Another part of the conversation between Erin and Scott that attracted me was as follow:

“Why can’t you stand by me, and be a part of it, the way a wife supports her husband?” asked Erin to Scott.
“Because I cannot be your wife,” answered Scott.

The above exchange has always been my favorite dialog in the movie. Scott—or patriarchal men in general—would feel impotent when realizing that his wife was more successful than they were. This also apparently would hurt men’s ego.

Scott had shown his disappointment when Erin had the second part time job at Mariott hotel during weekend. “You even didn’t ask me,” was his first complaint. His second complaint was, “Everyone knows you can do anything!” He showed his being inferior in front of his smart wife since he lost his spirit to pursue his architect degree.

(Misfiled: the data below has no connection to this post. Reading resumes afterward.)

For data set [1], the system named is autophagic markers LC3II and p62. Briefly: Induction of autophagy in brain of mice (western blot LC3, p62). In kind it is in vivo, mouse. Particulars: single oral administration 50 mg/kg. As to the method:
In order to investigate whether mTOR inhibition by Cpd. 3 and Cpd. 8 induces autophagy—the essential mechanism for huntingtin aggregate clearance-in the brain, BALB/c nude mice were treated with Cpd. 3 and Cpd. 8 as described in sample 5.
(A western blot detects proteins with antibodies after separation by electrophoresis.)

In patriarchal culture, men are always welcome to work hard, they even will get appreciation from society as good husbands. However, when women do that, they will even get mockery and they will be considered to oppose their destiny to be domestic creature, because they don’t do household chores as they “are created”. So, instead of getting appreciation because she had dedicated her life for her “unfortunate” students, Erin would get disapproval from society.

To end this writing, I want to cite my own idea of being a feminist: women are free to choose what kind of life they want. I do appreciate Erin’s choice to make her life more meaningful by dedicating her life to her job and deserting her marriage life. In our life we often come to time when we have to make a choice. Erin has absolutely made the best choice, to help more people (her students) than just one spoiled man (her husband).